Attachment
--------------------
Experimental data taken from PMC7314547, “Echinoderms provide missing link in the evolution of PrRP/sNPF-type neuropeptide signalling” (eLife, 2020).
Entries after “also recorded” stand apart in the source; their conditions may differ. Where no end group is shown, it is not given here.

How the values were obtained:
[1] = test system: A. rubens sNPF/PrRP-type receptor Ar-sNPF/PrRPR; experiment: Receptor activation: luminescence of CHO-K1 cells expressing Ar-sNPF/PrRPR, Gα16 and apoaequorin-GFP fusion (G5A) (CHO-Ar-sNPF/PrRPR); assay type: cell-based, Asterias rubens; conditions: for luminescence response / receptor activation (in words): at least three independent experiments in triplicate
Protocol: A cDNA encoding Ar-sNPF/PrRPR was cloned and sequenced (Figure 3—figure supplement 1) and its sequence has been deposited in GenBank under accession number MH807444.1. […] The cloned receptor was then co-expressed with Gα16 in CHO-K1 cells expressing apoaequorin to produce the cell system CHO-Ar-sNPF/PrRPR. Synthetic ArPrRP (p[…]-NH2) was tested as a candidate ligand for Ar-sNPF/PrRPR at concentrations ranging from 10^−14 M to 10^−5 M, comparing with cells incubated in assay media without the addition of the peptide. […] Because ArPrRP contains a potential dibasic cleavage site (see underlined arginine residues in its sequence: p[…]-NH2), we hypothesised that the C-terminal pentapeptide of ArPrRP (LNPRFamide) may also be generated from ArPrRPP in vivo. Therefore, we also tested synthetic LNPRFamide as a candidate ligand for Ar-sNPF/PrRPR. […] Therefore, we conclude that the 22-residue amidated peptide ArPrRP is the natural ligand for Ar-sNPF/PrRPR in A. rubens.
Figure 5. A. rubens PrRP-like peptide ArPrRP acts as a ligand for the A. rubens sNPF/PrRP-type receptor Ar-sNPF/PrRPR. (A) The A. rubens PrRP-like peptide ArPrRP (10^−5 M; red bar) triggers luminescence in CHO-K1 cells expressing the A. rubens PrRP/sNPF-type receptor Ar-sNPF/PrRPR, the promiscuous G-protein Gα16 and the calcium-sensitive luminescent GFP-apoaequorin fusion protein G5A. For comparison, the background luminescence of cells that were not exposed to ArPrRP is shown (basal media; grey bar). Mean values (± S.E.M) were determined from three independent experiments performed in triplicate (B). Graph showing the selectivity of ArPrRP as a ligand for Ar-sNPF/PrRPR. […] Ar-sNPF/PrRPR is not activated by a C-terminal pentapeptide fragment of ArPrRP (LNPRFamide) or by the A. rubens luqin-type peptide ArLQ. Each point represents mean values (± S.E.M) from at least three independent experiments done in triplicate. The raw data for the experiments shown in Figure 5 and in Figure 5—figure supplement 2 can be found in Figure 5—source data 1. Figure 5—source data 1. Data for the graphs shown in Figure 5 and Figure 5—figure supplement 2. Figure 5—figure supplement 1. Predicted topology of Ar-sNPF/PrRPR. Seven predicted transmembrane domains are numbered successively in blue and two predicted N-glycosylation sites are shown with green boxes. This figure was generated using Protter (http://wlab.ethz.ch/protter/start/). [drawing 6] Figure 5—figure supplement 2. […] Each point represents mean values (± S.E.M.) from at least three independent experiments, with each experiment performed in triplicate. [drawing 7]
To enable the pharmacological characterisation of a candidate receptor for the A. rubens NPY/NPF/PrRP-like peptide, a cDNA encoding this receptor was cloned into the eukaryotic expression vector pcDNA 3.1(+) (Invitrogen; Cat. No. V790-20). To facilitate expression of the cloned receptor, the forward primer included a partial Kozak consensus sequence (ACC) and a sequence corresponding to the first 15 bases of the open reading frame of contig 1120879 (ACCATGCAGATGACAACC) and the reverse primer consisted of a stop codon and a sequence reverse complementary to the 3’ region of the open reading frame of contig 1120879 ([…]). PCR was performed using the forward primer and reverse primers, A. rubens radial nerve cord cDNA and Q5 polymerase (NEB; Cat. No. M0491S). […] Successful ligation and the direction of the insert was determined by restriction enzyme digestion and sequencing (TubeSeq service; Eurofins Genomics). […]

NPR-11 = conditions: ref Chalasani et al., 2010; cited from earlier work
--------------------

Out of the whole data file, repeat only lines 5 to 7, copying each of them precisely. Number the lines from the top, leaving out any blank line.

Protocol: A cDNA encoding Ar-sNPF/PrRPR was cloned and sequenced (Figure 3—figure supplement 1) and its sequence has been deposited in GenBank under accession number MH807444.1. […] The cloned receptor was then co-expressed with Gα16 in CHO-K1 cells expressing apoaequorin to produce the cell system CHO-Ar-sNPF/PrRPR. Synthetic ArPrRP (p[…]-NH2) was tested as a candidate ligand for Ar-sNPF/PrRPR at concentrations ranging from 10^−14 M to 10^−5 M, comparing with cells incubated in assay media without the addition of the peptide. […] Because ArPrRP contains a potential dibasic cleavage site (see underlined arginine residues in its sequence: p[…]-NH2), we hypothesised that the C-terminal pentapeptide of ArPrRP (LNPRFamide) may also be generated from ArPrRPP in vivo. Therefore, we also tested synthetic LNPRFamide as a candidate ligand for Ar-sNPF/PrRPR. […] Therefore, we conclude that the 22-residue amidated peptide ArPrRP is the natural ligand for Ar-sNPF/PrRPR in A. rubens.
Figure 5. A. rubens PrRP-like peptide ArPrRP acts as a ligand for the A. rubens sNPF/PrRP-type receptor Ar-sNPF/PrRPR. (A) The A. rubens PrRP-like peptide ArPrRP (10^−5 M; red bar) triggers luminescence in CHO-K1 cells expressing the A. rubens PrRP/sNPF-type receptor Ar-sNPF/PrRPR, the promiscuous G-protein Gα16 and the calcium-sensitive luminescent GFP-apoaequorin fusion protein G5A. For comparison, the background luminescence of cells that were not exposed to ArPrRP is shown (basal media; grey bar). Mean values (± S.E.M) were determined from three independent experiments performed in triplicate (B). Graph showing the selectivity of ArPrRP as a ligand for Ar-sNPF/PrRPR. […] Ar-sNPF/PrRPR is not activated by a C-terminal pentapeptide fragment of ArPrRP (LNPRFamide) or by the A. rubens luqin-type peptide ArLQ. Each point represents mean values (± S.E.M) from at least three independent experiments done in triplicate. The raw data for the experiments shown in Figure 5 and in Figure 5—figure supplement 2 can be found in Figure 5—source data 1. Figure 5—source data 1. Data for the graphs shown in Figure 5 and Figure 5—figure supplement 2. Figure 5—figure supplement 1. Predicted topology of Ar-sNPF/PrRPR. Seven predicted transmembrane domains are numbered successively in blue and two predicted N-glycosylation sites are shown with green boxes. This figure was generated using Protter (http://wlab.ethz.ch/protter/start/). [drawing 6] Figure 5—figure supplement 2. […] Each point represents mean values (± S.E.M.) from at least three independent experiments, with each experiment performed in triplicate. [drawing 7]
To enable the pharmacological characterisation of a candidate receptor for the A. rubens NPY/NPF/PrRP-like peptide, a cDNA encoding this receptor was cloned into the eukaryotic expression vector pcDNA 3.1(+) (Invitrogen; Cat. No. V790-20). To facilitate expression of the cloned receptor, the forward primer included a partial Kozak consensus sequence (ACC) and a sequence corresponding to the first 15 bases of the open reading frame of contig 1120879 (ACCATGCAGATGACAACC) and the reverse primer consisted of a stop codon and a sequence reverse complementary to the 3’ region of the open reading frame of contig 1120879 ([…]). PCR was performed using the forward primer and reverse primers, A. rubens radial nerve cord cDNA and Q5 polymerase (NEB; Cat. No. M0491S). […] Successful ligation and the direction of the insert was determined by restriction enzyme digestion and sequencing (TubeSeq service; Eurofins Genomics). […]